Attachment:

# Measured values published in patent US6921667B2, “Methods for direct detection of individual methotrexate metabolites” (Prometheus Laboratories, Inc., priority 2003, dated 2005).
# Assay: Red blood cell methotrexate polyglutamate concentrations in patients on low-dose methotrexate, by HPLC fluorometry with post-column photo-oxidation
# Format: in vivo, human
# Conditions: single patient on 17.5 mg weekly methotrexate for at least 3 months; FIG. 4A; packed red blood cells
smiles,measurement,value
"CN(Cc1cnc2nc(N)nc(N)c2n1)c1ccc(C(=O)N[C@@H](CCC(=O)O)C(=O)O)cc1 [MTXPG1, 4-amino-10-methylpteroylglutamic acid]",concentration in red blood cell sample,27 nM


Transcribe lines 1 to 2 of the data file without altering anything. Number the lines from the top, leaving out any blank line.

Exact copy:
# Measured values published in patent US6921667B2, “Methods for direct detection of individual methotrexate metabolites” (Prometheus Laboratories, Inc., priority 2003, dated 2005).
# Assay: Red blood cell methotrexate polyglutamate concentrations in patients on low-dose methotrexate, by HPLC fluorometry with post-column photo-oxidation